Tuesday, February 10, 2009

True Rest for Souls

The past November-to-February has treated Houston to some of the most erratic and frequent temperature changes I can remember; we've hardly had four straight days within that time period which were all within ten Fahrenheit degrees of each other. Small wonder, with our bodies exposed to such constant adjustments and readjustments, that there seem to be more viruses than usual going around. I'm fighting a less-than-triumphant battle right now against my third illness of the season--or maybe, considering how long it seems to be dragging on, this is a fourth virus that came on the tail of the third.

Illness is a curse to the "mature" adult. When we were children, being sick had certain compensations: we didn't have to go to school; we didn't have to do chores; we got constant pampering; and even after we felt better, we frequently had an extra day off to make sure we were completely recovered. Not so after we're grown up; once we have "real" jobs, the principle changes from "Better safe than sorry" to "If you're strong enough to get out of bed, you're strong enough to do a full day's work." Well, what seems logical in theory doesn't always pan out in practice, as I found out last week when I literally collapsed (luckily into bed and not to the floor) after forcing my coughing, fatigued, nauseated body through a day of business-as-usual. After that, I gave up the fight and spent most (most) of the next few days resting.

General acceptance of working when sick is probably just one more manifestation of American workaholism. Taking an extra day off is considered lazy and shameful; sneaking a nap at lunch hour is looked on with extreme suspicion. Never mind that six-week vacations are the norm in many countries with high GNPs and that scientific research has found that people who rest frequently actually accomplish more; our society sees value only in constant movement. Someone even wrote a book called When I Relax I Feel Guilty.

I suspect, though, that what really kills most workaholics isn't the busyness of their bodies so much as the busyness of their minds and emotions--not their work loads per se so much as the tendency to be constantly thinking about everything that still needs to be done. I've been there--to a large extent I'm still there. Have you ever started a day with your body too weak to rise from bed but your mind screaming like an insane drill sergeant, "You must get up and work--you must finish the To Do list you've already made--you made commitments--you need money!"? It's not something I'd wish on anyone.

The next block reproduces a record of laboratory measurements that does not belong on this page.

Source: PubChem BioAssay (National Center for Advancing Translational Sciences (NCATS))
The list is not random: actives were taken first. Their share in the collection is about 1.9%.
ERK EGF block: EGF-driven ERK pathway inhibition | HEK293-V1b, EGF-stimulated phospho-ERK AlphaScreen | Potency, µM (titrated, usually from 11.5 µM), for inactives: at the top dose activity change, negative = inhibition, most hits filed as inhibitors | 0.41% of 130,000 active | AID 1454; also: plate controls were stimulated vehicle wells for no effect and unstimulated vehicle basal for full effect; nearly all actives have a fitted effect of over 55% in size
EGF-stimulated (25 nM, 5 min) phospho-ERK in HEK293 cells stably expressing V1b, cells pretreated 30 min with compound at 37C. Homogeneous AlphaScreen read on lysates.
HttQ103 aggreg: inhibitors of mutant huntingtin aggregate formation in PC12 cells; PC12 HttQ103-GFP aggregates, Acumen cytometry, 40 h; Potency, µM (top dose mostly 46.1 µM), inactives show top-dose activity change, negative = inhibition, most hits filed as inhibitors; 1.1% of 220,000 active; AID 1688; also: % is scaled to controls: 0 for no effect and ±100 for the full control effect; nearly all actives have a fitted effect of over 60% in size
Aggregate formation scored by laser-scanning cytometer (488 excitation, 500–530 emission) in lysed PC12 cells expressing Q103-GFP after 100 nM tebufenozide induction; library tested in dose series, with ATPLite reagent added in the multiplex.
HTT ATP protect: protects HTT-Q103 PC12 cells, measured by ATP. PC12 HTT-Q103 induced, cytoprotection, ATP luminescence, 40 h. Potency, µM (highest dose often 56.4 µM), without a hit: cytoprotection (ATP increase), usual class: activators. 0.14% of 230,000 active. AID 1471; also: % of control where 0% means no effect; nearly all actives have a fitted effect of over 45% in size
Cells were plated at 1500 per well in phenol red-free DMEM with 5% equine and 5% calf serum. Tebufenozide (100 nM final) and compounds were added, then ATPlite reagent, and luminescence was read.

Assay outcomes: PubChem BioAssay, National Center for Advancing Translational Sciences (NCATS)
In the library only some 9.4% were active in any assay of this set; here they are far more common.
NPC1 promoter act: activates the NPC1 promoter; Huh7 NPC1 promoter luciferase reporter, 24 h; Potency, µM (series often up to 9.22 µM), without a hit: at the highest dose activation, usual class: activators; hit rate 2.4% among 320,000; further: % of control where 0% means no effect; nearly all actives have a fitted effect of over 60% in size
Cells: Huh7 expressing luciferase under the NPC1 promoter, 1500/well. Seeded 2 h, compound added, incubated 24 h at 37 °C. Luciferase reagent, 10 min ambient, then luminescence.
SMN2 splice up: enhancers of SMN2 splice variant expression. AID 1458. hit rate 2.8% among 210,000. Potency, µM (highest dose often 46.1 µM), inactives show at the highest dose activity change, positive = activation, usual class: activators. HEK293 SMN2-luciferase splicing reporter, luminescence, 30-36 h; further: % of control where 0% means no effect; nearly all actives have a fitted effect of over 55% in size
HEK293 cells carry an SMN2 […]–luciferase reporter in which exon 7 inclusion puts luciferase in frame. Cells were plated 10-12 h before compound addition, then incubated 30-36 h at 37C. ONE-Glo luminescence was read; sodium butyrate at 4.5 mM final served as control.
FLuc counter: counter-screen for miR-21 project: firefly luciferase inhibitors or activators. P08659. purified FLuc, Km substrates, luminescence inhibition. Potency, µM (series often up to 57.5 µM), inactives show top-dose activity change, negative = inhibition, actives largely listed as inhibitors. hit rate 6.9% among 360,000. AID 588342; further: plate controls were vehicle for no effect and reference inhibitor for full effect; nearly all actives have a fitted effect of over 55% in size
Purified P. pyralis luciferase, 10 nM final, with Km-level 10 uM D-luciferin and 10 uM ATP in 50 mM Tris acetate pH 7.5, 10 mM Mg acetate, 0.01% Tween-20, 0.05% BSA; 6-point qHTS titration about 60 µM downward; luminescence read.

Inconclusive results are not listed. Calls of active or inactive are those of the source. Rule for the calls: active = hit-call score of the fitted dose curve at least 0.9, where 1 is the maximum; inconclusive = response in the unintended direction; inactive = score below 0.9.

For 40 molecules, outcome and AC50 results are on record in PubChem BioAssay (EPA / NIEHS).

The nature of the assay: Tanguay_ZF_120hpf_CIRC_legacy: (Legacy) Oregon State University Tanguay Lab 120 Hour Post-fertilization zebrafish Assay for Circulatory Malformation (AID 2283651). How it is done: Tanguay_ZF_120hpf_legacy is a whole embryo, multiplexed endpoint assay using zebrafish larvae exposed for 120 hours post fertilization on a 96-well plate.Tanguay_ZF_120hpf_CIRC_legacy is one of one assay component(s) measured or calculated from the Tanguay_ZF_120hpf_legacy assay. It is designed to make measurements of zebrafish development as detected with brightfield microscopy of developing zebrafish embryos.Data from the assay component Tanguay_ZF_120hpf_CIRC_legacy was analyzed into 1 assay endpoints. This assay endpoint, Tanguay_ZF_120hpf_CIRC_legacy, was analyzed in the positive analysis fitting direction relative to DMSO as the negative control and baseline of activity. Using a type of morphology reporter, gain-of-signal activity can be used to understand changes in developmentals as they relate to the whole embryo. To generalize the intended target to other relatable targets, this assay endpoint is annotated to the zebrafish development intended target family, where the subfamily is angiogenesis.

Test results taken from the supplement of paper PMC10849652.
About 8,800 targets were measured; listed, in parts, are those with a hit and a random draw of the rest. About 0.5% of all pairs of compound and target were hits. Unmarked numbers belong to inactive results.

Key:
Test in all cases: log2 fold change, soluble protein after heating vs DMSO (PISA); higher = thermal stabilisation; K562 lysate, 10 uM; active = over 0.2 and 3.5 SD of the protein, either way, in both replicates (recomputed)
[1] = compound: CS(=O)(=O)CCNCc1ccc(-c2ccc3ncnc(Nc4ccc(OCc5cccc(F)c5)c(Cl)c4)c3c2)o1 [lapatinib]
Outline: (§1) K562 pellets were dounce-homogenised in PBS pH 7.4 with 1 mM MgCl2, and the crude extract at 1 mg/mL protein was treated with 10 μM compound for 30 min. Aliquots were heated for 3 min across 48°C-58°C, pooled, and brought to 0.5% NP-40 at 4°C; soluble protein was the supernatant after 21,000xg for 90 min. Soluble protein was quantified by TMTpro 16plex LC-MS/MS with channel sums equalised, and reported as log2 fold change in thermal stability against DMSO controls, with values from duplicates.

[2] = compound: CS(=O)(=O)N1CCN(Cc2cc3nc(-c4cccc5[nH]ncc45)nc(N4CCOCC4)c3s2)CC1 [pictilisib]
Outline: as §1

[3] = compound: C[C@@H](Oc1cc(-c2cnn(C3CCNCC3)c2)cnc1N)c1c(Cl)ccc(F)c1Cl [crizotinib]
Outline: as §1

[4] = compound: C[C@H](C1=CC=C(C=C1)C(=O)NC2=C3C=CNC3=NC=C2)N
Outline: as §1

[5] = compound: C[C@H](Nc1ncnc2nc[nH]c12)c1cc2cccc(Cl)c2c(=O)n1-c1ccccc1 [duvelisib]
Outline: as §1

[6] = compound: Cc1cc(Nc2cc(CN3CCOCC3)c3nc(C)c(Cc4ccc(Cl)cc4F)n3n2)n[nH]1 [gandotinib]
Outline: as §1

Forcing the body to rest is relatively easy compared to trying to force the mind to rest. No doubt the latter constituted a good bit of what Jesus had in mind when He said, "Come to me, all you who are weary and burdened, and I will give you rest. Take my yoke upon you and learn from me, for I am gentle and humble in heart, and you will find rest for your souls. For my yoke is easy and my burden is light" (Mt. 11:28-30, NIV, emphasis added).

How often do we say, "I'd give anything for a little peace of mind"? Usually the one thing we need to give is the one thing we're refusing to give; we think the answer is getting our lives under control, when in fact we need to hand control over to the One Whose wisdom is as far above ours as the heavens above the earth (cf. Is. 55:8-9).

Once we get in tune with His mind, it becomes easier to figure out when we need to work and when we need to rest.

True rest for souls is never found
In merely stopping to sit down,
Nor skipping work, nor time away
In a vacation for the day,
Nor even in a week or two
To take a trip and thus renew.

No, to achieve the purest rest
That strengthens us to meet each test
And fortifies for life's hard blows--
The only soul that truly knows
A peace within for every day,
Is that which ever seeks God's way.

True peace of mind, which stands its ground
While storms of stress are beating down,
Is fortified through Scripture, prayer,
And through the faith that God is there.
There is no peace in thing or place,
But only in eternal Grace.

Come to the Lord; receive His rest,
Admit His way is always best,
And trade your "should"s which never cease
For His light load of joy and peace:
And He will give His rest to you;
And His own strength will fill you through.

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